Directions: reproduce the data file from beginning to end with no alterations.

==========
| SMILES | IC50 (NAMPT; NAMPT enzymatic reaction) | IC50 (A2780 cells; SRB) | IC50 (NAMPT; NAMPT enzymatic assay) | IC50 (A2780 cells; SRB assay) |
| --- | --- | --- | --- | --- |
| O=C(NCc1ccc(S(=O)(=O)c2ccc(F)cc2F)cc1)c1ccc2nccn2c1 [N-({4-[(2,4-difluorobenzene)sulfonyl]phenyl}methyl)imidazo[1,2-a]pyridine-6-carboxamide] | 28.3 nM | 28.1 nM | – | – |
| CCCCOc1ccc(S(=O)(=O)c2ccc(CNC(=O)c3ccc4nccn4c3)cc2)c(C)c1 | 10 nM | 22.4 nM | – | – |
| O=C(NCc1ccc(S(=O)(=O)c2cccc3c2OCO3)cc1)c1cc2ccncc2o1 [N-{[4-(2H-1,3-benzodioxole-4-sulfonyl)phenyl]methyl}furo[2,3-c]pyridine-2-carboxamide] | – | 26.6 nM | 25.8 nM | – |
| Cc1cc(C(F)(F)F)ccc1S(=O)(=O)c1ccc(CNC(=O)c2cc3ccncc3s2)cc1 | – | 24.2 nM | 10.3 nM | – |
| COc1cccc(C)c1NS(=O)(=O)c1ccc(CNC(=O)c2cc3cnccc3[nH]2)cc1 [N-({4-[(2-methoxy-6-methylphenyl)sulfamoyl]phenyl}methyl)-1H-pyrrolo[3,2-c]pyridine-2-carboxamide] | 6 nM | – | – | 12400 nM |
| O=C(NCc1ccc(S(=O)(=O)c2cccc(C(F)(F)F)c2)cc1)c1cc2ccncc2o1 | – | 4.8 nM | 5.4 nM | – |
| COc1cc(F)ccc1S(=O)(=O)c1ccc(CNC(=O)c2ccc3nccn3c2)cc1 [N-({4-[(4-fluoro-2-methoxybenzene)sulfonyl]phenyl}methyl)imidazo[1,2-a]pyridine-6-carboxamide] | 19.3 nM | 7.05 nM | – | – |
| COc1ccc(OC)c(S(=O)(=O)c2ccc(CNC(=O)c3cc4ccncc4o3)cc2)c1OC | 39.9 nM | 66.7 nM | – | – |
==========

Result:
| SMILES | IC50 (NAMPT; NAMPT enzymatic reaction) | IC50 (A2780 cells; SRB) | IC50 (NAMPT; NAMPT enzymatic assay) | IC50 (A2780 cells; SRB assay) |
| --- | --- | --- | --- | --- |
| O=C(NCc1ccc(S(=O)(=O)c2ccc(F)cc2F)cc1)c1ccc2nccn2c1 [N-({4-[(2,4-difluorobenzene)sulfonyl]phenyl}methyl)imidazo[1,2-a]pyridine-6-carboxamide] | 28.3 nM | 28.1 nM | – | – |
| CCCCOc1ccc(S(=O)(=O)c2ccc(CNC(=O)c3ccc4nccn4c3)cc2)c(C)c1 | 10 nM | 22.4 nM | – | – |
| O=C(NCc1ccc(S(=O)(=O)c2cccc3c2OCO3)cc1)c1cc2ccncc2o1 [N-{[4-(2H-1,3-benzodioxole-4-sulfonyl)phenyl]methyl}furo[2,3-c]pyridine-2-carboxamide] | – | 26.6 nM | 25.8 nM | – |
| Cc1cc(C(F)(F)F)ccc1S(=O)(=O)c1ccc(CNC(=O)c2cc3ccncc3s2)cc1 | – | 24.2 nM | 10.3 nM | – |
| COc1cccc(C)c1NS(=O)(=O)c1ccc(CNC(=O)c2cc3cnccc3[nH]2)cc1 [N-({4-[(2-methoxy-6-methylphenyl)sulfamoyl]phenyl}methyl)-1H-pyrrolo[3,2-c]pyridine-2-carboxamide] | 6 nM | – | – | 12400 nM |
| O=C(NCc1ccc(S(=O)(=O)c2cccc(C(F)(F)F)c2)cc1)c1cc2ccncc2o1 | – | 4.8 nM | 5.4 nM | – |
| COc1cc(F)ccc1S(=O)(=O)c1ccc(CNC(=O)c2ccc3nccn3c2)cc1 [N-({4-[(4-fluoro-2-methoxybenzene)sulfonyl]phenyl}methyl)imidazo[1,2-a]pyridine-6-carboxamide] | 19.3 nM | 7.05 nM | – | – |
| COc1ccc(OC)c(S(=O)(=O)c2ccc(CNC(=O)c3cc4ccncc4o3)cc2)c1OC | 39.9 nM | 66.7 nM | – | – |